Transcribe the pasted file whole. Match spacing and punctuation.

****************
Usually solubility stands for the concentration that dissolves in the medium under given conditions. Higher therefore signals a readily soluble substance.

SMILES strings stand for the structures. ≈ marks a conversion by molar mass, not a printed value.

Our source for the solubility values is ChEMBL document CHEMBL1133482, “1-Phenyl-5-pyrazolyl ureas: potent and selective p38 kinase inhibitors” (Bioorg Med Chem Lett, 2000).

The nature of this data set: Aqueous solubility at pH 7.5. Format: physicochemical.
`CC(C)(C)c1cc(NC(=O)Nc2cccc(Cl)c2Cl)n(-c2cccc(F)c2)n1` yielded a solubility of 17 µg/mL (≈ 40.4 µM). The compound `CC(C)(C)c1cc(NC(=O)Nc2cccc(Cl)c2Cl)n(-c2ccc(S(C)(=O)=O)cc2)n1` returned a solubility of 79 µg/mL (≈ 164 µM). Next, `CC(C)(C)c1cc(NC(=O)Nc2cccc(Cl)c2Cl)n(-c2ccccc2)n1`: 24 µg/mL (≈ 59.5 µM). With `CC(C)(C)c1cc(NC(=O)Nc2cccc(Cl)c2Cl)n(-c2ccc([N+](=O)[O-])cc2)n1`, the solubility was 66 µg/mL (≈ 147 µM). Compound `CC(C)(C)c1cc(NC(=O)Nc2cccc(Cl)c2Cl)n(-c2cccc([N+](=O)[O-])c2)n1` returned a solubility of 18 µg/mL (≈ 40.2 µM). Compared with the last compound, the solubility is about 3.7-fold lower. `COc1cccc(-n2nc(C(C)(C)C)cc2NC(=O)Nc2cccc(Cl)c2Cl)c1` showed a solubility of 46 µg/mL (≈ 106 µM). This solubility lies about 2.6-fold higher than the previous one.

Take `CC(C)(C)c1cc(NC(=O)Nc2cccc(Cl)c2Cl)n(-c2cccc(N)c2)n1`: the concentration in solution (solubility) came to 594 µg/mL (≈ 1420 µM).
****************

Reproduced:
Usually solubility stands for the concentration that dissolves in the medium under given conditions. Higher therefore signals a readily soluble substance.

SMILES strings stand for the structures. ≈ marks a conversion by molar mass, not a printed value.

Our source for the solubility values is ChEMBL document CHEMBL1133482, “1-Phenyl-5-pyrazolyl ureas: potent and selective p38 kinase inhibitors” (Bioorg Med Chem Lett, 2000).

The nature of this data set: Aqueous solubility at pH 7.5. Format: physicochemical.
`CC(C)(C)c1cc(NC(=O)Nc2cccc(Cl)c2Cl)n(-c2cccc(F)c2)n1` yielded a solubility of 17 µg/mL (≈ 40.4 µM). The compound `CC(C)(C)c1cc(NC(=O)Nc2cccc(Cl)c2Cl)n(-c2ccc(S(C)(=O)=O)cc2)n1` returned a solubility of 79 µg/mL (≈ 164 µM). Next, `CC(C)(C)c1cc(NC(=O)Nc2cccc(Cl)c2Cl)n(-c2ccccc2)n1`: 24 µg/mL (≈ 59.5 µM). With `CC(C)(C)c1cc(NC(=O)Nc2cccc(Cl)c2Cl)n(-c2ccc([N+](=O)[O-])cc2)n1`, the solubility was 66 µg/mL (≈ 147 µM). Compound `CC(C)(C)c1cc(NC(=O)Nc2cccc(Cl)c2Cl)n(-c2cccc([N+](=O)[O-])c2)n1` returned a solubility of 18 µg/mL (≈ 40.2 µM). Compared with the last compound, the solubility is about 3.7-fold lower. `COc1cccc(-n2nc(C(C)(C)C)cc2NC(=O)Nc2cccc(Cl)c2Cl)c1` showed a solubility of 46 µg/mL (≈ 106 µM). This solubility lies about 2.6-fold higher than the previous one.

Take `CC(C)(C)c1cc(NC(=O)Nc2cccc(Cl)c2Cl)n(-c2cccc(N)c2)n1`: the concentration in solution (solubility) came to 594 µg/mL (≈ 1420 µM).